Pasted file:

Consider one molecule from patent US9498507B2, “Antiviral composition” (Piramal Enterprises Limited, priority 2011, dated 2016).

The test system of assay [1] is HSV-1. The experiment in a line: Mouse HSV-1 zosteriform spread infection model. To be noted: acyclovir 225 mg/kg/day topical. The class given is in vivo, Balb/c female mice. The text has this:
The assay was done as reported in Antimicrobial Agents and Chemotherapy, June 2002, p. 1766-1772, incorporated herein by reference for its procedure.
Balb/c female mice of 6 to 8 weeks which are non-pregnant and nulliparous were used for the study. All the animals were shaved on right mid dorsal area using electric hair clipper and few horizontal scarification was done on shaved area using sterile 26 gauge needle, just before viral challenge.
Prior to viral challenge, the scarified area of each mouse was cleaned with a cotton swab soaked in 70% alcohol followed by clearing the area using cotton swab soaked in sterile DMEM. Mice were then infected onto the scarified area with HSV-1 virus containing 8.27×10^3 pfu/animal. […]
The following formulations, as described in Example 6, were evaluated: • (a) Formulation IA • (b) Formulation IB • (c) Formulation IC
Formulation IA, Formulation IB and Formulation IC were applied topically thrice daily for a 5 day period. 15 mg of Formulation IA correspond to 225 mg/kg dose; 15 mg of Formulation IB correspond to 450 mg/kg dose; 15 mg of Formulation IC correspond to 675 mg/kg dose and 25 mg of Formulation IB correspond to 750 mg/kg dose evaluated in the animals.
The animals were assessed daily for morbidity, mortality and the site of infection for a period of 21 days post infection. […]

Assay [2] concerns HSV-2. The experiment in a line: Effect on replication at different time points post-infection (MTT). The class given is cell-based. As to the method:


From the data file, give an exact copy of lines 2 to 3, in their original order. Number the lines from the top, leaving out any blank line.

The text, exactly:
The test system of assay [1] is HSV-1. The experiment in a line: Mouse HSV-1 zosteriform spread infection model. To be noted: acyclovir 225 mg/kg/day topical. The class given is in vivo, Balb/c female mice. The text has this:
The assay was done as reported in Antimicrobial Agents and Chemotherapy, June 2002, p. 1766-1772, incorporated herein by reference for its procedure.